Family of American Citizen Killed in Syrian Prison Seeks Justice

The family of Majd Kamalmaz is pursuing a civil lawsuit against the Syrian government after U.S. officials presented them with classified information early last month saying they believe he died in Syria’s notorious prison system.

The lawsuit will be filed in the coming weeks at the U.S. District Court in Washington, D.C. The Syrian government faces allegations of murder, torture, inhumane conditions and false imprisonment, among other counts.

Kamalmaz, a U.S. citizen who helped refugees from war-torn Syria and Kosovo recover from trauma and PTSD, was detained at a government checkpoint in Damascus while visiting a family member in February 2017.

He likely died within a year or two of his detainment, his daughter, Maryam, told ABC News Digital, citing U.S. officials. The officials did not say how or where Dr. Kamalmaz died.

“That is just way too short for my father to pass away from any form of natural reasons. He must have definitely passed away under torture and some form of them killing him,” she said. “There’s no way he would pass from natural reasons. He was healthy.”

Human Rights Watch published a report in 2015 documenting the deaths of tens of thousands of Syrians in government detention facilities. 

The report came after the release of more than 28,000 photos – from a Syrian military defector code-named “Caesar” – that showed people who had died in government custody. Many had signs of torture, suffocation, starvation and blunt-force trauma.

Dr. Kamalmaz’s daughter, Ula, told ABC News Digital that the family was never given a reason for their father’s detainment because there was never a case or crime against him.

She suggested her father could have been detained due to his American passport.

“He didn’t do anything,” she said. “He wasn’t very political, you know, the only thing he was doing was just … he was a psychotherapist working with refugees.” 

“They set up a temporary checkpoint, and it was set up to kidnap him. And they probably thought they could make money off of him. That’s how they do things in Syria. Now, unfortunately, he’s dead, and they won’t let him loose until the family pays a really large amount to get him out,” Ula added. “So, it’s just very corrupt.”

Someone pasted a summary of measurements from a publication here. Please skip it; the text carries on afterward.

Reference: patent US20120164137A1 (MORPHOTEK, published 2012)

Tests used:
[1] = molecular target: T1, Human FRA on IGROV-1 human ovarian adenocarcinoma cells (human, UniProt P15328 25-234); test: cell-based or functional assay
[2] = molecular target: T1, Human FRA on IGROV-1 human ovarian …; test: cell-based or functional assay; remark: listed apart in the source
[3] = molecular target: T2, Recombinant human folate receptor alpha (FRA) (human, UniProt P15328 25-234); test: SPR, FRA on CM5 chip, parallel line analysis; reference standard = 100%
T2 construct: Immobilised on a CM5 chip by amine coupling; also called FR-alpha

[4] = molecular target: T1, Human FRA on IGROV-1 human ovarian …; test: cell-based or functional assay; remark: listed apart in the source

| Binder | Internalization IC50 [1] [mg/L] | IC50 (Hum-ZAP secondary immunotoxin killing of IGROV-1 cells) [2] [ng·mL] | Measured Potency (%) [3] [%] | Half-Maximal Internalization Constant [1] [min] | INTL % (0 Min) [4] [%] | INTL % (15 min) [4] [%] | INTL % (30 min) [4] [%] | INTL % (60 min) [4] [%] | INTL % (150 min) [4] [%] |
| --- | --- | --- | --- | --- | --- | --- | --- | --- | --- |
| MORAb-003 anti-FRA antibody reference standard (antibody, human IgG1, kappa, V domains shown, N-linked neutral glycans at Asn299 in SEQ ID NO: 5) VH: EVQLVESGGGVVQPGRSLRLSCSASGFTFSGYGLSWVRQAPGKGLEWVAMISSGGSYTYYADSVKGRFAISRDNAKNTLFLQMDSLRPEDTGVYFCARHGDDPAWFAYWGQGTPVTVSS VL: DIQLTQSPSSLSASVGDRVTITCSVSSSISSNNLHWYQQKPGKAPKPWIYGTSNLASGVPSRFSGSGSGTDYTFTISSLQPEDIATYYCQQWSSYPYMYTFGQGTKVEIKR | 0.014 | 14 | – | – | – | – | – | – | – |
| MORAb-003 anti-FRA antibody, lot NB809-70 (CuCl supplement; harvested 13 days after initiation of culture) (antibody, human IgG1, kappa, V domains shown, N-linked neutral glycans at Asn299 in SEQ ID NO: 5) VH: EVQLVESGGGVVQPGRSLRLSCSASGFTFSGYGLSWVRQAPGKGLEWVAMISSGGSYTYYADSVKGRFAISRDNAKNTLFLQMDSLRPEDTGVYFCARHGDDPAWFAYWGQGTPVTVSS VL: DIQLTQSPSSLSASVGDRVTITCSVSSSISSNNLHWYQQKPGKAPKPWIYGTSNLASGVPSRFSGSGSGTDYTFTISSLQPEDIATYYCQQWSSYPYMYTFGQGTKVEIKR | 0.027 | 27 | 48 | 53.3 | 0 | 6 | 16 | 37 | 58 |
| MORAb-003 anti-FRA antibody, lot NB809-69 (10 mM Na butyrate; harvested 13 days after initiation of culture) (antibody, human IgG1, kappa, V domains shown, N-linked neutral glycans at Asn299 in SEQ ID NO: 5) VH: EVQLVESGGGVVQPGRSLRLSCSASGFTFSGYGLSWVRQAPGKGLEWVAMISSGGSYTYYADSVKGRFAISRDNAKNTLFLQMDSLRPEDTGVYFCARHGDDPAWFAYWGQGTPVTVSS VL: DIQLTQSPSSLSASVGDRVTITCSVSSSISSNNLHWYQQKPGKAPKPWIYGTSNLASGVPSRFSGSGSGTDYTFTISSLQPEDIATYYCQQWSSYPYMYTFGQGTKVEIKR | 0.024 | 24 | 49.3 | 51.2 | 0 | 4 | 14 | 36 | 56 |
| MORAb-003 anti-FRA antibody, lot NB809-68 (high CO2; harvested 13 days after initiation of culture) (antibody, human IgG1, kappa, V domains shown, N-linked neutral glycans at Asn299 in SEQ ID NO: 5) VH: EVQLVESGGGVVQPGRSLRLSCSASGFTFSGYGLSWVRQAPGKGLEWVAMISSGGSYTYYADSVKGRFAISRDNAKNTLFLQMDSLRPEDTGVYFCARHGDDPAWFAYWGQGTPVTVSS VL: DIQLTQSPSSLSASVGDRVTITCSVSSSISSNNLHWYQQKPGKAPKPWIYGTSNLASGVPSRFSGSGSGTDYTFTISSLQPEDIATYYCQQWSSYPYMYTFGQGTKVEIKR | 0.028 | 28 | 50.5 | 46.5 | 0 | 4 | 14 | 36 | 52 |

Austin Tice, an American freelance journalist, also disappeared in 2012 after he was detained at a checkpoint while covering the civil war. The Syrian government has denied holding Tice or other Americans.

The U.S. government has a fund set up for victims of state-sponsored terrorism that could provide compensation for the Kamalmaz family should the court rule in their favor and award them damages. 

The United States Victims of State Sponsored Terrorism Fund can pay out claims, with awards ranging from $20 million to $35 million per family. Depending on the amount of money in the fund, the family could get a certain percentage of whatever award is given over several years.

Maryam said she has “begged” for President Biden to call her grandmother, or at the very least put out a statement acknowledging her father’s death.

“He’s just all talk, but he literally picks and chooses who he wants to care about. He literally does,” she added. “And we’re just not on his radar.”

“[My father] was literally the glue that brought us all together. For him to be gone and taken away from us in such an unjust, unfair way, I can’t let this just pass and go.”

Joel Rayburn, the former U.S. special envoy for Syria, told ABC News Digital the White House shouldn’t let Dr. Kamalmaz’s death go unanswered. 

“They should not let it slide that the Assad regime essentially abducted and probably tortured and murdered an American citizen. They should be held accountable. Because if you let that slide, you send a message that you don’t care about American citizens overseas, you erase whatever deterrence there would be for these regimes to do it again, or for other regimes around the world that are watching this case, to say, you know, we can do this to Americans or a rogue regime can do this to Americans and get away with it,” Rayburn said. “And then your people are less safe around the world.”

A State Department spokesperson told ABC News Digital the U.S. government extends its condolences to the Kamalmaz family and is “committed” to seeking accountability for Dr. Kamalmaz’s death.

“Our hearts go out to Majd Kamalmaz’s family during this difficult time. The United States has engaged extensively to try to bring Majd home, and we remain committed to seeking a full accounting of his fate.”

Secretary of State Antony Blinken acknowledged Dr. Kamalmaz’s death in a statement, nearly a month after the family’s meeting with U.S. officials, saying the Syrian government “must answer for what happened to Majd.”

“We support Majd’s family and the families of all those who are missing or unjustly detained in Syria in their quest for accountability,” the statement read in part.

The Hostage and Wrongful Detainee flag was flown Tuesday at the State Department during a ceremony for the Kamalmaz family, and also at the U.S. Capitol and the White House. The flag is flown over government buildings in Washington D.C. whenever Americans held captive overseas are pronounced dead or come home safely.

Biden signed legislation last year establishing an annual National Hostage and Wrongful Detainee Day, as well as an official Hostage and Wrongful Detainee flag. 

The White House referred ABC News Digital to the National Security Council and the State Department for comment.